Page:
The metacognitive exercises provide students with opportunities to become more aware of their research process and opportunities to make meaningful adjustments. Each metacognitive exercise is self-contained and can be assigned separately or in combination with other exercises. Each exercise begins with a brief rationale about the importance of metacognition and instructions for the exercise are followed by several question prompts.
The metacognitive exercises are designed to work with the EvaluateUR Method, in both independent undergraduate research and in course-based undergraduate research (CUREs). In each case, strengthening metacognitive habits can help improve self-assessment of learning outcomes and focus additional efforts in specific areas. As with the knowledge and skills in each of the EvaluateUR categories, metacognitive habits will serve students long after their research projects are complete.
Guidance for Use with the EvaluateUR Method
Independent Undergraduate Research
For those engaged in EvaluateUR, the exercises can help student/mentor pairs deepen student self-assessment throughout the research process. For example, students can complete metacognitive exercises in conjunction with their pre-research reflection, their outcome category assessments, conversations with their mentors, or ongoing journal entries.
CUREs (Course-Based Undergraduate Research)
For those engaged in EvaluateUR-CURE, this guide can help instructors determine when and how to provide students with opportunities to build metacognitive skills. These exercises would typically be completed by students outside of class. Student answers need not be overly long. Consistent practice asking metacognitive questions is as (or more) important that in-depth engagement on a particular occasion. To reduce mentor workload, it is recommended that the activities be graded as "completed/incomplete."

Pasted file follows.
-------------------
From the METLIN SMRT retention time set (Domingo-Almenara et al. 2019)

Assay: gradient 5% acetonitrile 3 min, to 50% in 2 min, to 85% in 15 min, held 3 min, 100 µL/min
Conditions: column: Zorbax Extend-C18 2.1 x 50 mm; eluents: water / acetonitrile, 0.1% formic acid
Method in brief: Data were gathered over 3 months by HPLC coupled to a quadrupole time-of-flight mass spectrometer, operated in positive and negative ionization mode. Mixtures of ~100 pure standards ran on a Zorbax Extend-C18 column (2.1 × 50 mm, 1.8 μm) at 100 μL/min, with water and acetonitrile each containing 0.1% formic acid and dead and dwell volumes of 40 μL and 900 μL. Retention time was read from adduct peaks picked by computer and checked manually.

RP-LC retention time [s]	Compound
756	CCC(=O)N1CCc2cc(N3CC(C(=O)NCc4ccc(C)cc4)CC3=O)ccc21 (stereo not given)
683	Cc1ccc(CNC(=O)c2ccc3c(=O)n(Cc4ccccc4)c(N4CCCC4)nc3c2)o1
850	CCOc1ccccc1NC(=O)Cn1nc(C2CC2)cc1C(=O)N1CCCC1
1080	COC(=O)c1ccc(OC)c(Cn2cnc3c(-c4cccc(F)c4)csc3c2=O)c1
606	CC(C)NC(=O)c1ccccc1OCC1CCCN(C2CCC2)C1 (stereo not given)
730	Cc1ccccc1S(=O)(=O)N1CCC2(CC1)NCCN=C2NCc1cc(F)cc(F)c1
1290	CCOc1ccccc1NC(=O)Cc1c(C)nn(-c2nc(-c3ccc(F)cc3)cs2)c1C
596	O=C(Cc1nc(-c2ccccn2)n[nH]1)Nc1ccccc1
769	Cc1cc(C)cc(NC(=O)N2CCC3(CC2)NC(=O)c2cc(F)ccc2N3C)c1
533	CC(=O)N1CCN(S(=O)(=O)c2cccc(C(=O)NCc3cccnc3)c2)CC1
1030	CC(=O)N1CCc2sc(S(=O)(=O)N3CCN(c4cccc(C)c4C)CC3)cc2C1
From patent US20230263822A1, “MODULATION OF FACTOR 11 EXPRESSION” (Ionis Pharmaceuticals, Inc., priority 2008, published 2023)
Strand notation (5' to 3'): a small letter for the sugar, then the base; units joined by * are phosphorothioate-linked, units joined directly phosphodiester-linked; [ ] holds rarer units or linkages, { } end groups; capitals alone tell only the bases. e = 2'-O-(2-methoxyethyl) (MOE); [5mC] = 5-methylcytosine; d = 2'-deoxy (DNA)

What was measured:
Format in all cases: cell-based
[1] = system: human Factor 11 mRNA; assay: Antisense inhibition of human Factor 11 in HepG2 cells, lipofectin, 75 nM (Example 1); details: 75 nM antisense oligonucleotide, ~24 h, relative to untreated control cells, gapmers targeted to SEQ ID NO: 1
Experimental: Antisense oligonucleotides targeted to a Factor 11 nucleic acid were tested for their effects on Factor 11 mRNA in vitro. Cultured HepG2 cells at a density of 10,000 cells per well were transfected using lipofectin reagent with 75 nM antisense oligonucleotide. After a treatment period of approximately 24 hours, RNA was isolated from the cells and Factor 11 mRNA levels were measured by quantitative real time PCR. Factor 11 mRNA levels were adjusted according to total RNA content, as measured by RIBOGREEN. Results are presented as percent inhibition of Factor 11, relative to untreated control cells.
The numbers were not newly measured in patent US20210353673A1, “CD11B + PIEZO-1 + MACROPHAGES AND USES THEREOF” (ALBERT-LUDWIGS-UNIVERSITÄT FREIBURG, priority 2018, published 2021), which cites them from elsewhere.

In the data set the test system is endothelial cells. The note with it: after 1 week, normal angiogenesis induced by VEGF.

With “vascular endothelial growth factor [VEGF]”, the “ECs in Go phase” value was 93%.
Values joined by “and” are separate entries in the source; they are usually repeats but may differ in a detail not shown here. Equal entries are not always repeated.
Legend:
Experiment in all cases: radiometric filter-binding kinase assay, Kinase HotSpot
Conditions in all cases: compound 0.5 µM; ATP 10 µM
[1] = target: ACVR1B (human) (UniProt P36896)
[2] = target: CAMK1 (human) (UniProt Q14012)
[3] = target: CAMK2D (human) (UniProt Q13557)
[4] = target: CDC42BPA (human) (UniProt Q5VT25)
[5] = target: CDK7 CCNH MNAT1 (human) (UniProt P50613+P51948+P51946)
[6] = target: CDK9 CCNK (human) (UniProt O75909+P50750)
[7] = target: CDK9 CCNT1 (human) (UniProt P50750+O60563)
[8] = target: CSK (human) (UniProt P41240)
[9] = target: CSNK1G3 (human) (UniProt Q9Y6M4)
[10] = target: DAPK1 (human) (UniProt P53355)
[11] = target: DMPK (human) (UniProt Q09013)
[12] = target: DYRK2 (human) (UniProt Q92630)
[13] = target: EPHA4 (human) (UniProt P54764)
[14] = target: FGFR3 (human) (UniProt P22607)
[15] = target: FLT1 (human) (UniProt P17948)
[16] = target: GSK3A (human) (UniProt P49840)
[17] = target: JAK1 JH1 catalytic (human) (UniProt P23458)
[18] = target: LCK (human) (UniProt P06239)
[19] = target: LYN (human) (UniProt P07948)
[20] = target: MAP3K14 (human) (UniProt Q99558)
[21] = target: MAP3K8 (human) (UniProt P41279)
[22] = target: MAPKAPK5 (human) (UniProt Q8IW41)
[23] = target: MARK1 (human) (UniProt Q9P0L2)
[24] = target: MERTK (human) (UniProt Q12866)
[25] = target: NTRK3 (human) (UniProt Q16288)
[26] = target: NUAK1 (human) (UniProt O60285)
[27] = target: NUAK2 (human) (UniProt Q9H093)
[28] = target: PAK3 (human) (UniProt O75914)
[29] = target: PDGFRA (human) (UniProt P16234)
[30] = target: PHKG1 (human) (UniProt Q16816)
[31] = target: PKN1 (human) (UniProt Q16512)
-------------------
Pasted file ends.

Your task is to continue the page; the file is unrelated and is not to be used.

Suggestions for Using the Exercises
In each pair, the first exercise is a general introduction, and the second exercise applies it to the research process.
Learning from past projects
Developing project management skills
Thinking about how to ask good questions
Thinking about how to ask good research questions
Building research resilience
Reading with a purpose
Reading for research
Recommended Timing in the Research Process
Near the beginning of the research experience After research has been going on for several weeks Anytime during the research experience
After research has been going on for several weeks Anytime during the research experience
Anytime during the research experience